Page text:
Beyond the harmonious surface, Luo Zhan has deep concerns about Islam's future in Ningxia. Most of Xiguan's visitors are in their sixties and seventies; young worshippers are hard to spot, even on a relaxed Friday evening. “They have better things to do,” he chuckles, “in their coffee shops and bars.” Part of the reason for the fading interest is that under the PRC laws, schools are forbidden from teaching religion. So, during the first nine years of compulsory schooling, young Huis have no formal religious education. Instead, they will only learn of the Communist Party's history and of New China's progress.
“When children are 10, they start coming here for lessons in the summer,” Luo Zhan says. “By then, it is too late for them to learn Arabic, so we teach them very little. But with the pressures of this society, there is no time for such study.” Few Huis now speak Arabic; Mandarin is their only language. The other problem for Luo Zhan is financial. He started a school at Xiguan to teach several hundred children Arabic, but finds it difficult to keep it running. His only source of funding is an annual grant from the Saudi Arabia-based Islamic Development Bank. He says he receives no funding from the local government. Luo Zhan, however, is still optimistic. “For 500 years, this community has survived,” he says. “So it will continue. And, we have had no ethnic problems here for 100 years. This is a model for the rest of China.”
On July 6, 2009, when Urumqi was in flames, the Id Kah mosque in Kashgar was closed down by the Chinese government. The local community was enraged. Faced with the strong public backlash, the government opened the mosque the next day. Following prayers that Tuesday morning, around 200 Uighurs staged a protest in the square in front of the mosque, calling for greater autonomy and religious freedom. The protest was quickly dispersed by forewarned armed police.
Source of anxiety
The Chinese government, it is clear, views the influence that local Imams wield in the Kashgar community with considerable anxiety, if only for the reason that this is one public forum over which they cannot exercise complete control. Unlike in Ningxia, Imams chosen by local communities are often replaced in Xinjiang, locals in Kashgar and Urumqi said in interviews, if they are found deviating even a little from the official script.
In April, the local government in the town of Aksu issued a public notice, calling for all religious texts, even those used in local schools, to be submitted for government approval. It also began a monthly inspection of religious sites. “Religious teachers are strictly prohibited from using non-approved texts, and no person may conduct religious activities outside of pre-approved religious sites, or face investigation as an unapproved Imam,” read one regulation. The government has also cracked down on informal religious schools in Kashgar, where young Uighurs like Mahsum would get together to study the Quran. These gatherings are now deemed illegal.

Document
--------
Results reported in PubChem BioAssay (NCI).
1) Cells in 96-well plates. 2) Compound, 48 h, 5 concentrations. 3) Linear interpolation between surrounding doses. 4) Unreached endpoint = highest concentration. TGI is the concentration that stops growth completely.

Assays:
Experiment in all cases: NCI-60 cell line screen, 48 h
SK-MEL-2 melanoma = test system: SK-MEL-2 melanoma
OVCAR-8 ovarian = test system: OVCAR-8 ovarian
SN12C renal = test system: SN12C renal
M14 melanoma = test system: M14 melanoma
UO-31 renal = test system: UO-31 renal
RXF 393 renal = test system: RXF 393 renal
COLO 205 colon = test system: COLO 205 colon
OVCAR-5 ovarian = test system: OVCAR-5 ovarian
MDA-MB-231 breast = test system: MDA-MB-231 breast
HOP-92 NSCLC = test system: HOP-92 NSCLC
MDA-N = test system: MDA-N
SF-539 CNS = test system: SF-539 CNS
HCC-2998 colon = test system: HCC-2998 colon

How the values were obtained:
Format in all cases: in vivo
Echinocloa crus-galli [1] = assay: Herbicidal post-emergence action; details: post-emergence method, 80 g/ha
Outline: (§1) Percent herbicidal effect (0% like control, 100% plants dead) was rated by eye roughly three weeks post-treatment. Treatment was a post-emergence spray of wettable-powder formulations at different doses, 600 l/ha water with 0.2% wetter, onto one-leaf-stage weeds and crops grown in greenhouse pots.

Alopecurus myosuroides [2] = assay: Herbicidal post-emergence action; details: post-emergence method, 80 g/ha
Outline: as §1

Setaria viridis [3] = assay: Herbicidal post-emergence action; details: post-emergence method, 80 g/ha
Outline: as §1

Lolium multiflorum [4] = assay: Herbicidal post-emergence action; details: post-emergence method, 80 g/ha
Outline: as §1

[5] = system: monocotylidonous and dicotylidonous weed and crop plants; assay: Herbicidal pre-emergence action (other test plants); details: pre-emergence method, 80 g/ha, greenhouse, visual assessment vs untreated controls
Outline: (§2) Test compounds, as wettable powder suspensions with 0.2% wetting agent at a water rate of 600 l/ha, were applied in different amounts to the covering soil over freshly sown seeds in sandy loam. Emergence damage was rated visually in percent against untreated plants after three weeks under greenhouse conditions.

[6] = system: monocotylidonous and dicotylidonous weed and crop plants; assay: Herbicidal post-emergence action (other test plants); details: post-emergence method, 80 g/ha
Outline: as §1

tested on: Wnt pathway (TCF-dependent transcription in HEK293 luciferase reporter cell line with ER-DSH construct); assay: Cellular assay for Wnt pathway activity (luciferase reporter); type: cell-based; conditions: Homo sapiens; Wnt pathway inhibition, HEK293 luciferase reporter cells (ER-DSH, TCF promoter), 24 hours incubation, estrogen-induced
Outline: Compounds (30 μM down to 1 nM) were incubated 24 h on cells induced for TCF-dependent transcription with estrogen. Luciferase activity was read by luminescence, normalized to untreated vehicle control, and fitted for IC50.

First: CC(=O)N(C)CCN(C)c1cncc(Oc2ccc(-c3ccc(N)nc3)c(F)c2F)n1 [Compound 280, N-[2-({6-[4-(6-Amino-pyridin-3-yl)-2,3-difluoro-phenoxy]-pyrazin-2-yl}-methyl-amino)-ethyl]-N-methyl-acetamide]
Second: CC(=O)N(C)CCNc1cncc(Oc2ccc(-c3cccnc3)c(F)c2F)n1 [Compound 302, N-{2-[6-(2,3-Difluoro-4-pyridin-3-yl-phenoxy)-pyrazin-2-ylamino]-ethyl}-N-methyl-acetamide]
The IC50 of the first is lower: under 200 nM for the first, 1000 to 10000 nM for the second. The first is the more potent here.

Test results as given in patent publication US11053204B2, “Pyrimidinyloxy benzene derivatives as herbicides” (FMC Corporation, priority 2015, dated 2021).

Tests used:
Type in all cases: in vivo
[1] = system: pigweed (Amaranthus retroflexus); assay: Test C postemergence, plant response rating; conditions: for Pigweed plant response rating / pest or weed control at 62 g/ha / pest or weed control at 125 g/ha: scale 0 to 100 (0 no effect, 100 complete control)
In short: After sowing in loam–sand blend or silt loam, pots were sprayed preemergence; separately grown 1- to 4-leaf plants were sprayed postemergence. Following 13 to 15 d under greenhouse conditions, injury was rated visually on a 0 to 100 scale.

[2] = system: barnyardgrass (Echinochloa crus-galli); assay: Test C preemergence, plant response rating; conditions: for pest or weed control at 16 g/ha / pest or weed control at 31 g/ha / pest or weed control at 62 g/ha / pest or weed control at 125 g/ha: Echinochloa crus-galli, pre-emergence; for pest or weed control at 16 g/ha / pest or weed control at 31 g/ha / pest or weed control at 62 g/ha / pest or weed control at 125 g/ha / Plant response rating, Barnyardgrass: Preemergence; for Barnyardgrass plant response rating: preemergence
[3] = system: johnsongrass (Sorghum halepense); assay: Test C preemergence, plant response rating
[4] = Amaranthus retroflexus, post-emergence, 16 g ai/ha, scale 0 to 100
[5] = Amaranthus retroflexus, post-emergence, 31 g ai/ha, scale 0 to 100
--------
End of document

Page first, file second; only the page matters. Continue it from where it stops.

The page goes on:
Communist Party members — who dominate government positions — are also discouraged from being believers. Those who are found attending mosques will likely lose their jobs, says Mahsum. One advertisement for a job position in the Xinjiang government's education department openly calls for candidates “who do not believe in religion” and “do not participate in religious activities”. Students in State-run schools are routinely encouraged to follow the Party's officially atheist line, though state policy suggests otherwise. “The government thinks religious schools are stirring up trouble after what happened on July 5,” says Mahsum, referring to last year's riots. There has been little evidence to suggest religious leaders had any role in organising the protests. But what is clear is that the violence has left Xinjiang's mosques facing an uncertain future.
Outside the Id Kah is a conspicuously-displayed sign from the local government. It reads: “All ethnic groups live together here in a friendly manner. They cooperate to build a beautiful homeland, heartily support the unity of the country and oppose ethnic separatism and illegal religious activities.” As prayers conclude, the faithful quietly file out, walking past the sign, and out through the old mosque's gates into the square. As darkness falls on the square, the evening calm is only interrupted by the familiar drone from a nearby police-van.
There are an estimated 20 million Muslims in China, though there are no current official statistics. In officially atheist China, there is no State-sanctioned data on different religious groups. The Huis, one of China's 55 ethnic groups, make up the majority of Muslims, with an estimated 9.8 million population (according to the 2000 census). They are concentrated mainly in Ningxia and in China's northwest, but have established large communities in many other provinces. The Uighurs, mainly residing in Xinjiang, are the second biggest group, with around 8.4 million (according to the 2000 census).
China's Muslims are likely the country's third-biggest religious group, behind Buddhists and Christians. Christianity is considered by many to be the fastest growing religion in China -- there are an estimated 50 million Christians, though there are few reliable statistics. Officially, there are 14 million Christians who pray in State-sanctioned churches, though more Chinese Christians pray in unofficial underground churches. There are no official statistics on the most widely followed faith - Buddhism - though unofficial surveys estimate there are at least 100 million Buddhists in the People's Republic.